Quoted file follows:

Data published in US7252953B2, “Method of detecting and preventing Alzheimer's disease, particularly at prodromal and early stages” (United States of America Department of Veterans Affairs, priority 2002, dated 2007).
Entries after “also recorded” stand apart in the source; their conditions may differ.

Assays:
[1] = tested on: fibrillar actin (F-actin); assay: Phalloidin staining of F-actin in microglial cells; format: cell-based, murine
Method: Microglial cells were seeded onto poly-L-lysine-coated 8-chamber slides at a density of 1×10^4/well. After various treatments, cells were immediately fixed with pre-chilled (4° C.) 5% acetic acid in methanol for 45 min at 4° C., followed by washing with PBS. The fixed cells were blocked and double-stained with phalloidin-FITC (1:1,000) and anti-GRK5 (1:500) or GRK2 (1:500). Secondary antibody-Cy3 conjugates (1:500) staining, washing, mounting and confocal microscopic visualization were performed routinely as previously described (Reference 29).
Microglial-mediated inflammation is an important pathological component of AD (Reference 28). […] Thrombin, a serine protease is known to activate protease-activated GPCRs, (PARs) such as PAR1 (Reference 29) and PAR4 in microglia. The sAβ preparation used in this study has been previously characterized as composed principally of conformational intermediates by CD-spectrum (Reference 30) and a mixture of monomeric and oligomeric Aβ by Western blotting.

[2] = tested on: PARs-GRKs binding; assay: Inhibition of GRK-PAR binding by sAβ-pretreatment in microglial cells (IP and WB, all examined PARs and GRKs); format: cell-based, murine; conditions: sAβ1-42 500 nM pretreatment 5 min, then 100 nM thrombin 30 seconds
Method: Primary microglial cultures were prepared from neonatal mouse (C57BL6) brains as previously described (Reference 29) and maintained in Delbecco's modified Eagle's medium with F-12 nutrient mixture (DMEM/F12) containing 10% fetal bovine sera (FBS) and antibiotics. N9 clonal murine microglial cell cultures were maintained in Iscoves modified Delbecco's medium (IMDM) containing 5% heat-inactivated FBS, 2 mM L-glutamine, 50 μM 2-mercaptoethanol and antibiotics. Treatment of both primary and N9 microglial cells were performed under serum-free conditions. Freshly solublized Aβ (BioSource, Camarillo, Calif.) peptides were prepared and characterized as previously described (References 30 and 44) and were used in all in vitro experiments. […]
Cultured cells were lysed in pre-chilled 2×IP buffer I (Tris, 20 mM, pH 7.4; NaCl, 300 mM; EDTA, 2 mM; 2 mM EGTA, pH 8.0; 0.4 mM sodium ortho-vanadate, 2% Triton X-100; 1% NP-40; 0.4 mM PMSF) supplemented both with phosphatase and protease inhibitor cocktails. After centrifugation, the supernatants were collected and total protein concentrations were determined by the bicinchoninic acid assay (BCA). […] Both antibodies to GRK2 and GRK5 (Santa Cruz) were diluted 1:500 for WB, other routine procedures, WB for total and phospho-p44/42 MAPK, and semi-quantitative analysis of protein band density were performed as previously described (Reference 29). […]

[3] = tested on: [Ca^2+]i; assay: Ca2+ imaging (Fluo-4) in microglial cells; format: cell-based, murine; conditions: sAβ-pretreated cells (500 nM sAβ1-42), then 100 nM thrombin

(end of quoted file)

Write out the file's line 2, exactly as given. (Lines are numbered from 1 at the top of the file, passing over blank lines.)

Entries after “also recorded” stand apart in the source; their conditions may differ.